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Leon's Latest Newsletter

Newsletter 224: Israel's Hebrew Culture


The announcement of a Hebrew Language conference, to be sponsored by our prime minister, Bibi Netanyahu, in the beautiful town of Rishon Lezion’s cultural center was definitely more interesting than the news, which belabors us incessantly, every day of the elections to take place in March, where some people think Bibi will be ousted from power.

There’s expectation in the air that he’ll topple from his pedestal; everybody’s saying “look it’s shaking”.

It’s not that people take delight in seeing mighty men fall from power, but there’s a strong sensitivity to injustice and people here want to see wrongdoers, especially among our leaders, get their just deserts.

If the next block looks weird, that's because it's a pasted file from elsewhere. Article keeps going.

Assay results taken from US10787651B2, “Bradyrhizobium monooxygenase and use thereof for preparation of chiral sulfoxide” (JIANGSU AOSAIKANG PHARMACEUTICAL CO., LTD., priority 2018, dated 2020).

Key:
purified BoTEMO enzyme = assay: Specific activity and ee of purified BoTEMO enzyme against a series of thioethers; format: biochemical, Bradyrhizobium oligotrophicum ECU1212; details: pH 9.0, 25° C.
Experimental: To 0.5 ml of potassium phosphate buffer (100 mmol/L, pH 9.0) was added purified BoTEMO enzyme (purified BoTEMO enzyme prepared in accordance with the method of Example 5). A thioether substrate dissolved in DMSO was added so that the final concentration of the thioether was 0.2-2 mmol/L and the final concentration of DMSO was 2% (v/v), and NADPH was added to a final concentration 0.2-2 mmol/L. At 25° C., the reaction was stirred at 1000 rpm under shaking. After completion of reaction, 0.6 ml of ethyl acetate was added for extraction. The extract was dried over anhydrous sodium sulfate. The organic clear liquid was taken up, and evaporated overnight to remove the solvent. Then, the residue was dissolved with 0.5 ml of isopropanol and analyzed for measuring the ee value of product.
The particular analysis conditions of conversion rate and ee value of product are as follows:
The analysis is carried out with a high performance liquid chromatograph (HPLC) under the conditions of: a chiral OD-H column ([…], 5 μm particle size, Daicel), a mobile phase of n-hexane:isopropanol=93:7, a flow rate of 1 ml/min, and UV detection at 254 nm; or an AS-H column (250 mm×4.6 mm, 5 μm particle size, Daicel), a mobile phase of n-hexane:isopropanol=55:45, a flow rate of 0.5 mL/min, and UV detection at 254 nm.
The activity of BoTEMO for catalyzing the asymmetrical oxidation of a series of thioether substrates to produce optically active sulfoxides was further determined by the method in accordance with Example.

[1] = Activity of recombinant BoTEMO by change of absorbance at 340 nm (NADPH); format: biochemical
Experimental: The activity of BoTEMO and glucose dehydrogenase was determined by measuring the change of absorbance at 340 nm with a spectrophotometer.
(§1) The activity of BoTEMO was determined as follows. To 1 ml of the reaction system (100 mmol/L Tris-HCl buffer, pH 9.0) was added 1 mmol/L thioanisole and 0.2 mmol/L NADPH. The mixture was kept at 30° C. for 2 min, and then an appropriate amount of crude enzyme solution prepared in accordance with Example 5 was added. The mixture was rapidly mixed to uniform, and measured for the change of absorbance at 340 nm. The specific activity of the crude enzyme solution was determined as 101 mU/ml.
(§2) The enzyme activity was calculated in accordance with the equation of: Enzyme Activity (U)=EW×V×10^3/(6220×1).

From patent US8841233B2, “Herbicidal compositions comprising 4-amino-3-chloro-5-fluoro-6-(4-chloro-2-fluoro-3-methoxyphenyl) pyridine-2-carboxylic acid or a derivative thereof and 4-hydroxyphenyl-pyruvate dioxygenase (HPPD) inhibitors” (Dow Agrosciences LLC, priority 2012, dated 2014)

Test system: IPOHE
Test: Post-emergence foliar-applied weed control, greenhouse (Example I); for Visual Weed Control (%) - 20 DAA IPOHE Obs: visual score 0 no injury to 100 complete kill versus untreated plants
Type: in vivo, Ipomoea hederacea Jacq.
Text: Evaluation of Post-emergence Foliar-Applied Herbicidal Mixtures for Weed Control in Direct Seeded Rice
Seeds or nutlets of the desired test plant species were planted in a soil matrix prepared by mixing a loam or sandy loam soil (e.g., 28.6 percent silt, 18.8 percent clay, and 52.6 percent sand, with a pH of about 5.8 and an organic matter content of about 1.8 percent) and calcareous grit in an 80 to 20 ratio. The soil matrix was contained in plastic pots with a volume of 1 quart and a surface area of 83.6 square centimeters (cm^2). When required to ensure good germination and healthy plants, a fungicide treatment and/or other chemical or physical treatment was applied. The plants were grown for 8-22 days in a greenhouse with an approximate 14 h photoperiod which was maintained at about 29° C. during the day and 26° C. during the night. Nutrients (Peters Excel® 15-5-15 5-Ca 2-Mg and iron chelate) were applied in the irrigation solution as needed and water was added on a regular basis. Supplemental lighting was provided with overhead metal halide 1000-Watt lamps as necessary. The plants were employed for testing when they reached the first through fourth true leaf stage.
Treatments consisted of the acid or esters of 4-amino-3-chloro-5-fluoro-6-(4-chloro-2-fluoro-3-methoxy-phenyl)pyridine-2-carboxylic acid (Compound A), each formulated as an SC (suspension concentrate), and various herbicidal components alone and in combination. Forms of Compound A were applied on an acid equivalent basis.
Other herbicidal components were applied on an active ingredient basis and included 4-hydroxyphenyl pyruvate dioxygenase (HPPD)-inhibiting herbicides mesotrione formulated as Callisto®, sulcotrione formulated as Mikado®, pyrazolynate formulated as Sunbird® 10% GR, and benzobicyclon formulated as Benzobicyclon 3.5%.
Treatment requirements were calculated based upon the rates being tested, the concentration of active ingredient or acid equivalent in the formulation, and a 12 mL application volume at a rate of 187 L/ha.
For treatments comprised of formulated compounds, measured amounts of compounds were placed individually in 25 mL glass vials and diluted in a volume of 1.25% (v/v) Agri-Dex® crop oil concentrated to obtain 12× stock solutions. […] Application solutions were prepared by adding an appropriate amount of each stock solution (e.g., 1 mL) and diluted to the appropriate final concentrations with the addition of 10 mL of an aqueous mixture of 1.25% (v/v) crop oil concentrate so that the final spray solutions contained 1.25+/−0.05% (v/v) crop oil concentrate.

So far Netanyahu has shown himself to be an upright leader. So I doubt that he’ll fall.

The list of leaders, however, who have raised the ire of the nation is long. Some of these leaders were only suspected of wrongdoing, yet they were shunned and toppled from grandeur by the nation.

One of these was Ariel Sharon; I remember how disgusted people were with him, when he was defense minister, because they suspected that he was partly responsible for the massacre of Palestinians in Lebanon in 1982. The massacre was actually carried out by the Christian Phalangists.

It was so bad that people turned their backs on me when they saw me carrying his book “Champion”, which I was reading at the time. He had become a pariah.

Yet in 2001 he was swept into power by the biggest majority ever attained in Israeli elections.

I think he managed this, firstly, because he had managed to convince the people that he had turned over a new leaf, but the nation really saw in him a great leader, even of the caliber of ben Gurion.

I agree that he was a great leader because men would follow him through thick and thin, but I don’t think that he was a wise, sensible and practical man, which is the kind of leader we need.